The key part of the system was running the bricks past a camera paired with a computer running a neural net-based image classifier. That allows the computer (when sufficiently trained on brick images) to recognize bricks and thus categorize them by color, shape, or other parameters. Remember that as bricks pass by, they can be in any orientation, can be dirty, can even be stuck to other pieces. So having a flexible software system is key to recognizing—in a fraction of a second—what a given brick is, in order to sort it out. When a match is found, a jet of compressed air pops the piece off the conveyer belt and into a waiting bin.

After much experimentation, Mattheij rewrote the software (several times in fact) to accomplish a variety of basic tasks. At its core, the system takes images from a webcam and feeds them to a neural network to do the classification. Of course, the neural net needs to be "trained" by showing it lots of images, and telling it what those images represent. Mattheij's breakthrough was allowing the machine to effectively train itself, with guidance: Running pieces through allows the system to take its own photos, make a guess, and build on that guess. As long as Mattheij corrects the incorrect guesses, he ends up with a decent (and self-reinforcing) corpus of training data. As the machine continues running, it can rack up more training, allowing it to recognize a broad variety of pieces on the fly.

Here's another video, focusing on how the pieces move on conveyer belts (running at slow speed so puny humans can follow). You can also see the air jets in action:

In an email interview, Mattheij told Mental Floss that the system currently sorts LEGO bricks into more than 50 categories. It can also be run in a color-sorting mode to bin the parts across 12 color groups. (Thus at present you'd likely do a two-pass sort on the bricks: once for shape, then a separate pass for color.) He continues to refine the system, with a focus on making its recognition abilities faster. At some point down the line, he plans to make the software portion open source. You're on your own as far as building conveyer belts, bins, and so forth.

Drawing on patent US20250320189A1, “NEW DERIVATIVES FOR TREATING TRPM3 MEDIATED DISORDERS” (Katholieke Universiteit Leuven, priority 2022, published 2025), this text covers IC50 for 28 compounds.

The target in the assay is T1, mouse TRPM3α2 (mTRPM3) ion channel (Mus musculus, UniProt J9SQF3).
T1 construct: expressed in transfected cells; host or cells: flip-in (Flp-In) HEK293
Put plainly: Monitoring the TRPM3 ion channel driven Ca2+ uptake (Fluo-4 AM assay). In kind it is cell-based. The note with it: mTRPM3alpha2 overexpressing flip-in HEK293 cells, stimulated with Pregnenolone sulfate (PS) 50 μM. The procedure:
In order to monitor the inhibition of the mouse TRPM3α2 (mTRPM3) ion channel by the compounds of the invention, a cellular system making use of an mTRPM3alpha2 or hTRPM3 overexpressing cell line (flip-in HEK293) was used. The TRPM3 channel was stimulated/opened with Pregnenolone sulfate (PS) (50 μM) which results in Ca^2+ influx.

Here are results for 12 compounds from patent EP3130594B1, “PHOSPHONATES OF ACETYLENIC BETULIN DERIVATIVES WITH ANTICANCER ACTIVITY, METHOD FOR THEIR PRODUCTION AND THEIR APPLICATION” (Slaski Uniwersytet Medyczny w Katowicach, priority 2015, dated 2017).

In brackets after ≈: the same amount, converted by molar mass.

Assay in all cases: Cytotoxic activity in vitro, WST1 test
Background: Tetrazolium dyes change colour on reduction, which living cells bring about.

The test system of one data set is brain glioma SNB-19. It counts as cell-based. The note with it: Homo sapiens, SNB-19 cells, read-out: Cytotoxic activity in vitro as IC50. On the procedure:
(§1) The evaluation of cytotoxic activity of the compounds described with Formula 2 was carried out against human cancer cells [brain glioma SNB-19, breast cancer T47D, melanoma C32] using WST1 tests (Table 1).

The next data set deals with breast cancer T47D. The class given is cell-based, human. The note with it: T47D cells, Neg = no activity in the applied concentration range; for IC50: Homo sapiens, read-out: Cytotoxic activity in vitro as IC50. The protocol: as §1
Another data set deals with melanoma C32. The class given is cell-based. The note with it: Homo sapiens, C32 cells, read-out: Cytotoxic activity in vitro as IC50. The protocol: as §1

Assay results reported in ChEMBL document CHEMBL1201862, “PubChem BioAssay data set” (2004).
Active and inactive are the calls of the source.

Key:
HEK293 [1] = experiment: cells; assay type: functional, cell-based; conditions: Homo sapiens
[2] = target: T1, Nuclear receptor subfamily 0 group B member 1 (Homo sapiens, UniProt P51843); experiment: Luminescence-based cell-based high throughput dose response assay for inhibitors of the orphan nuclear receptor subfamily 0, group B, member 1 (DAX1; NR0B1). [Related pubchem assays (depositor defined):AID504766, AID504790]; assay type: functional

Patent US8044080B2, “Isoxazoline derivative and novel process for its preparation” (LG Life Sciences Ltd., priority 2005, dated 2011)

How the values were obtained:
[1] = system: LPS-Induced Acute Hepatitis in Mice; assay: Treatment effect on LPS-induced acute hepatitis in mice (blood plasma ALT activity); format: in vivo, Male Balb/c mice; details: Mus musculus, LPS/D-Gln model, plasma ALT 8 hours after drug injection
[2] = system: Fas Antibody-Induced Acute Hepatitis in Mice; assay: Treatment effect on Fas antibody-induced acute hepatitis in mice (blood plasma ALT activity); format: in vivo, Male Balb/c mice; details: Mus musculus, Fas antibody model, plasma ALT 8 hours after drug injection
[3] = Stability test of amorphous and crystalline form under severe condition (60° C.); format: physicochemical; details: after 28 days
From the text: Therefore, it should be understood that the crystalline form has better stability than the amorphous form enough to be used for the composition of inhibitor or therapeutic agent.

Check out Mattheij's writeup in two parts for more information. It starts with an overview of the story, followed up with a deep dive on the software. He's also tweeting about the project (among other things). And if you look around a bit, you'll find bulk LEGO brick auctions online—it's definitely a thing!

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Scientists Think They Know How Whales Got So Big
May 24, 2017
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iStock

It can be difficult to understand how enormous the blue whale—the largest animal to ever exist—really is. The mammal can measure up to 105 feet long, have a tongue that can weigh as much as an elephant, and have a massive, golf cart–sized heart powering a 200-ton frame. But while the blue whale might currently be the Andre the Giant of the sea, it wasn’t always so imposing.

For the majority of the 30 million years that baleen whales (the blue whale is one) have occupied the Earth, the mammals usually topped off at roughly 30 feet in length. It wasn’t until about 3 million years ago that the clade of whales experienced an evolutionary growth spurt, tripling in size. And scientists haven’t had any concrete idea why, Wired reports.

A study published in the journal Proceedings of the Royal Society B might help change that. Researchers examined fossil records and studied phylogenetic models (evolutionary relationships) among baleen whales, and found some evidence that climate change may have been the catalyst for turning the large animals into behemoths.

As the ice ages wore on and oceans were receiving nutrient-rich runoff, the whales encountered an increasing number of krill—the small, shrimp-like creatures that provided a food source—resulting from upwelling waters. The more they ate, the more they grew, and their bodies adapted over time. Their mouths grew larger and their fat stores increased, helping them to fuel longer migrations to additional food-enriched areas. Today blue whales eat up to four tons of krill every day.

If climate change set the ancestors of the blue whale on the path to its enormous size today, the study invites the question of what it might do to them in the future. Changes in ocean currents or temperature could alter the amount of available nutrients to whales, cutting off their food supply. With demand for whale oil in the 1900s having already dented their numbers, scientists are hoping that further shifts in their oceanic ecosystem won’t relegate them to history.

[h/t Wired]